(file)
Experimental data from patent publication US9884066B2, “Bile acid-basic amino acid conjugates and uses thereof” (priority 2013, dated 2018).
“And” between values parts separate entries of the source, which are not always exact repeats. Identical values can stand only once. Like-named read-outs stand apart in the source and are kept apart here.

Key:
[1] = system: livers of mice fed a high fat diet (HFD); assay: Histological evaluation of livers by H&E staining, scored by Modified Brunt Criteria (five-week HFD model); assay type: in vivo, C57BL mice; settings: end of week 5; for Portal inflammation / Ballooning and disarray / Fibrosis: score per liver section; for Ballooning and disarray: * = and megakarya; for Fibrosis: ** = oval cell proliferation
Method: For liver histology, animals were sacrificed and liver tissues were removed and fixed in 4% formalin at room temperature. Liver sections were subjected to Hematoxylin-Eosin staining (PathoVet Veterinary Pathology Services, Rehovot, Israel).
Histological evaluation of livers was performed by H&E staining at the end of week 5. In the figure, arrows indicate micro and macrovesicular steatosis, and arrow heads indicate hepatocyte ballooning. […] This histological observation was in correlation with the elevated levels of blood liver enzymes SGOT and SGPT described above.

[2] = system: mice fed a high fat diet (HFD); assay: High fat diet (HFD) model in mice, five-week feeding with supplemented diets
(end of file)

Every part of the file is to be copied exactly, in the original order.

Experimental data from patent publication US9884066B2, “Bile acid-basic amino acid conjugates and uses thereof” (priority 2013, dated 2018).
“And” between values parts separate entries of the source, which are not always exact repeats. Identical values can stand only once. Like-named read-outs stand apart in the source and are kept apart here.

Key:
[1] = system: livers of mice fed a high fat diet (HFD); assay: Histological evaluation of livers by H&E staining, scored by Modified Brunt Criteria (five-week HFD model); assay type: in vivo, C57BL mice; settings: end of week 5; for Portal inflammation / Ballooning and disarray / Fibrosis: score per liver section; for Ballooning and disarray: * = and megakarya; for Fibrosis: ** = oval cell proliferation
Method: For liver histology, animals were sacrificed and liver tissues were removed and fixed in 4% formalin at room temperature. Liver sections were subjected to Hematoxylin-Eosin staining (PathoVet Veterinary Pathology Services, Rehovot, Israel).
Histological evaluation of livers was performed by H&E staining at the end of week 5. In the figure, arrows indicate micro and macrovesicular steatosis, and arrow heads indicate hepatocyte ballooning. […] This histological observation was in correlation with the elevated levels of blood liver enzymes SGOT and SGPT described above.

[2] = system: mice fed a high fat diet (HFD); assay: High fat diet (HFD) model in mice, five-week feeding with supplemented diets